If you are accepting a degree today in LGBT Studies, or Women’s Studies, or any of the other assorted bullshit Underwater Dog Polishing degrees our universities crank out today, then you have my sympathies. You are the victim of a fraud perpetrated by our university system, a vicious and cynical fraud that has resulted in you spending a lot of money for no gain. But more importantly, you are the victim of your own poor judgement. You decided to pursue a useless degree, and now you’re stuck. Here is another harsh reality: You are responsible for your own situation. It’s not anybody else’s fault. Nobody else is responsible. You are.

Your university experience had one goal – producing a young adult with marketable skills, someone who can provide value to an employer and to the economy. In this your university has failed, and in choosing this degree, so did you. You have relegated yourself to uselessness in the workplace, and when a few years from now you are working as a barista or checkout clerk and crying over your six figures of student debt, remember what I said a few moments ago: You and you alone are responsible for your own life. You made a decision; now you get to deal with the consequences of that decision. Pull yourself up, look around at the other opportunities around you, and figure a way out of this mess your youthful indiscretion has landed you in.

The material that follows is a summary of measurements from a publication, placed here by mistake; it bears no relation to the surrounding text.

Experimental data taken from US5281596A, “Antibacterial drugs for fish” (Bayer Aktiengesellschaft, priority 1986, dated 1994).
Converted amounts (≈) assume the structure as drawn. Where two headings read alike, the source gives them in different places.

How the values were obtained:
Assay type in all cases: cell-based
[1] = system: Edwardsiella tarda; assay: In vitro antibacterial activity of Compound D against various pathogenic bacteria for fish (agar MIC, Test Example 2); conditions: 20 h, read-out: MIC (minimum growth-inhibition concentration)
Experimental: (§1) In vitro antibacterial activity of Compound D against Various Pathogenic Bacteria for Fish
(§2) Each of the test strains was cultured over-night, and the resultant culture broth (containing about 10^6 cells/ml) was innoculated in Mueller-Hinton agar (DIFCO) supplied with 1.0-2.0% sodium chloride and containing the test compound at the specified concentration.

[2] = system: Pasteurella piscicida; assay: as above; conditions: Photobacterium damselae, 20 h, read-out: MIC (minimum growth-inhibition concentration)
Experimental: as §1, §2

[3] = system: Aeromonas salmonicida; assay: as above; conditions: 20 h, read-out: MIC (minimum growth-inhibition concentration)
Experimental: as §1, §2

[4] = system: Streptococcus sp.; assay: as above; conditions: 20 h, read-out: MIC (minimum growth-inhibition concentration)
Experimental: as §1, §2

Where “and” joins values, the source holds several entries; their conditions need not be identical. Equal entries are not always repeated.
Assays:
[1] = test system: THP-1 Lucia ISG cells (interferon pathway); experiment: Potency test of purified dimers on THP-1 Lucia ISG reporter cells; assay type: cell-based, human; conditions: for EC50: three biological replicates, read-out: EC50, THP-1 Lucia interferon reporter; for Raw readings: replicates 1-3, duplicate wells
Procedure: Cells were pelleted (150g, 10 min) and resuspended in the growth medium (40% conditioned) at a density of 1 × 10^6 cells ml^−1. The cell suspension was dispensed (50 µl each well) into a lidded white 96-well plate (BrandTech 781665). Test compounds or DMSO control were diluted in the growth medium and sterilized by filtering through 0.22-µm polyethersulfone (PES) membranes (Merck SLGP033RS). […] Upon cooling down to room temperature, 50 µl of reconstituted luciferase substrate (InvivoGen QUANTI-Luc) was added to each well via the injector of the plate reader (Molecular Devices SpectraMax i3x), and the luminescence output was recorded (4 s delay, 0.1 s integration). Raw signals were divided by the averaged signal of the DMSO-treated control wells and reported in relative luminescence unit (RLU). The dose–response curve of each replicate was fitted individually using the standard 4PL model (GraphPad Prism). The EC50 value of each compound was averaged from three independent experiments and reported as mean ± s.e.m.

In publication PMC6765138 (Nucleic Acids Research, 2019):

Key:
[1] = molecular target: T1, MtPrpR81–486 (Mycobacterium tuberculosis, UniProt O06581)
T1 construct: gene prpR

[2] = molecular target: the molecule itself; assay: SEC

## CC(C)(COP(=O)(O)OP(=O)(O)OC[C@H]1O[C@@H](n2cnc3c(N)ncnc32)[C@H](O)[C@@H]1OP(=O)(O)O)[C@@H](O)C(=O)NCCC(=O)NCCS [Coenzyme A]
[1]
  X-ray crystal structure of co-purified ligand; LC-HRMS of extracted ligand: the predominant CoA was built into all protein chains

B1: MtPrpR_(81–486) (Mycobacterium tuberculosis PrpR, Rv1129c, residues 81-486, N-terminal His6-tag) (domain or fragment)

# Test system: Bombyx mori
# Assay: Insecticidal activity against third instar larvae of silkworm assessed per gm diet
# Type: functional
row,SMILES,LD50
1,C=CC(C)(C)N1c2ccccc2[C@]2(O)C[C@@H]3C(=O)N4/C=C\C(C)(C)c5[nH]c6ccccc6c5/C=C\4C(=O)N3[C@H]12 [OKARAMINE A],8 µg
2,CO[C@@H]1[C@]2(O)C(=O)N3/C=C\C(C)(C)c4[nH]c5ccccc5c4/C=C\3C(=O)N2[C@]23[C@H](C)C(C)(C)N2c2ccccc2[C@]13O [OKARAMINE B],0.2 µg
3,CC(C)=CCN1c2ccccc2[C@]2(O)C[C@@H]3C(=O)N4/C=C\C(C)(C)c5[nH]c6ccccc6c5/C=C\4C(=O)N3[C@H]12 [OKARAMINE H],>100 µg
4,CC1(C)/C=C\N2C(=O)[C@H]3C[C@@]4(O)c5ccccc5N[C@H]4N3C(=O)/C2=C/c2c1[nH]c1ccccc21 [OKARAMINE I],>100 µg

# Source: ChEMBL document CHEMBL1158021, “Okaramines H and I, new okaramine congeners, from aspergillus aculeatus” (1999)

But you still have one thing going for you. You have shown that you can set yourself a goal and achieve it. Do so now.

So, where do you go from here?

Because nobody owes you anything, including a living, one of the tasks ahead of you now is finding gainful employment. If you’re going to find employment, it will only be because you can demonstrate to the employer that you can provide value to him or her in excess of your costs of employment. Employment is an economic transaction. In any free market transaction, both parties have to realize a perceived gain in value or the transaction won’t happen. If a prospective employer doesn’t think you’re able to provide value to his/her business in excess of your cost of employment, which includes not only your salary but all the extra taxes, fees and other various government extortion that you never see in your pay stub – then they won’t hire you. So be able to present yourself as someone who can provide value, in whatever field you have been studying these last few years.

Once you have gained that employment, once you are in the workplace, remember these three rules for success:

  • Show up a little earlier than the other guy,